This book was first lent to me by a coworker and fellow Cornell alum who said, "I don't know quite how to describe this book. It's kind of out there, with fairies and talking dogs, but it's set at Cornell and somehow I just know you will like it."

She had me at talking dogs.

It's a treasure trove for fans of literature, mixing quest sagas, fairy tales, Greek mythology, Shakespeare, Tolkien, Richard Adams, not to mention cinematic Westerns, epic battles, zombie-like attacks, and motorcycle
...more
Karli
May 10, 2010 rated it really liked it
I described it to my son, as he asked what my book was about - "There is this old, eternal man who is writing a story which brings the people, animals and sprites of Cornell together to fight an epic battle with words, fairy tales,swords and magic" Cool, he said.

Yep - it's a good one!
Martin Pepe
Nov 20, 2012 rated it it was amazing
Recommends it for: Anyone who isn't a total cynic.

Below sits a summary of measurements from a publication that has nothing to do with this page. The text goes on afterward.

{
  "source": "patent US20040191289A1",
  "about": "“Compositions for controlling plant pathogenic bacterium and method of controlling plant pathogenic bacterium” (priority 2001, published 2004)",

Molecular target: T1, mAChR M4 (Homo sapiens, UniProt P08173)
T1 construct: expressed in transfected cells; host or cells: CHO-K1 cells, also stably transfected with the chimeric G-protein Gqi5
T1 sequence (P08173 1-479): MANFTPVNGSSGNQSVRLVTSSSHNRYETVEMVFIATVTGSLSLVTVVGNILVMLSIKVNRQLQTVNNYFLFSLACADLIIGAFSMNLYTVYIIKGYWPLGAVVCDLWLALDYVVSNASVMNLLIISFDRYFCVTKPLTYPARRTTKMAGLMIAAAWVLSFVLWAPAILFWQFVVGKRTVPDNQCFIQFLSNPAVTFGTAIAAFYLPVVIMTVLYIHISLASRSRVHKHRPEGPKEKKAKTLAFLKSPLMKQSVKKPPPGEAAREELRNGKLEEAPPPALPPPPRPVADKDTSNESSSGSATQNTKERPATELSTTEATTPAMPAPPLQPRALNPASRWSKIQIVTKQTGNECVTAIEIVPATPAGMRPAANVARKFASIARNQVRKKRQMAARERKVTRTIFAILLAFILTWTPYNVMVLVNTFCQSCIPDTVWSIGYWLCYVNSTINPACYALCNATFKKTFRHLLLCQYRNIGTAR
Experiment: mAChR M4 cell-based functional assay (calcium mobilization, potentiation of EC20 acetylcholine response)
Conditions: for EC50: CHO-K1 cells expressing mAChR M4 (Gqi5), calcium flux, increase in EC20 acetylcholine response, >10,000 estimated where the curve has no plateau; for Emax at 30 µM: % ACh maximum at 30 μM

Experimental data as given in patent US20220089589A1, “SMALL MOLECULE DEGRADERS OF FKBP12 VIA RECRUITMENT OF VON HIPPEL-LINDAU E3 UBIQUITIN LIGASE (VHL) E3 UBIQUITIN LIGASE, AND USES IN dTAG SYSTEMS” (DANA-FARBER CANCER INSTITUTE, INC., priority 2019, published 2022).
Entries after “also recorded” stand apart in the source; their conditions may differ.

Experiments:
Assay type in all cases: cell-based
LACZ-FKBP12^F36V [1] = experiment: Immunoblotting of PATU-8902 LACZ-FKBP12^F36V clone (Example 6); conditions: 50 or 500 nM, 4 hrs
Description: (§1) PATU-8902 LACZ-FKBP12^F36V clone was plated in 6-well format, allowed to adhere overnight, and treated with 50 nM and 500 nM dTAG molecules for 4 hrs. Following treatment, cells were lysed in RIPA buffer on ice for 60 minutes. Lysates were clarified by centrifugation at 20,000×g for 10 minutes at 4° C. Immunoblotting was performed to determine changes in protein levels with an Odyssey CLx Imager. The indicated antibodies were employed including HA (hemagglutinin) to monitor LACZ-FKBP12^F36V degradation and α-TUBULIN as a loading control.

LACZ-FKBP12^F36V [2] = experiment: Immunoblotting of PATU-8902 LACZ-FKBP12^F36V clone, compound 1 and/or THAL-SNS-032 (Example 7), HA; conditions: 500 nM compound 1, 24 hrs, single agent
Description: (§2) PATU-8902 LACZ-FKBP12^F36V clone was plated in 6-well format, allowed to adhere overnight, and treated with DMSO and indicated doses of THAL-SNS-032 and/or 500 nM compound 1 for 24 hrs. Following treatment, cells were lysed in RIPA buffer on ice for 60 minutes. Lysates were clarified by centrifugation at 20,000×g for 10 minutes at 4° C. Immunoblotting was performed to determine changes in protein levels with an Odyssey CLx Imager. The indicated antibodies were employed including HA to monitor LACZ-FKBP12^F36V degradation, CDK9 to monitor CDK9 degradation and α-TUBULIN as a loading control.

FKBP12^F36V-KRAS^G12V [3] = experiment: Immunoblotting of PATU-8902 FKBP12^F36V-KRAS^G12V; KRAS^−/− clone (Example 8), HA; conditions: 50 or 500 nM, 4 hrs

Recommended to Martin by: Stacy
Shelves: favorites, fiction
Matt Ruff does something extraordinary in his masterstroke of a first novel, Fool On A Hill. He breaks all literary conventions and none at the same time. I hesitate to use this comparison because the content and tone of the two men's work share no similarities, but Ruff wields total command of previous books and literary conventions the way Quentin Tarantino does with genre cinema. Tarantino doesn't copy and I don't think of his films as homages to the films that inspire him. He elevates, the ...more
Dena
Jun 04, 2013 rated it it was ok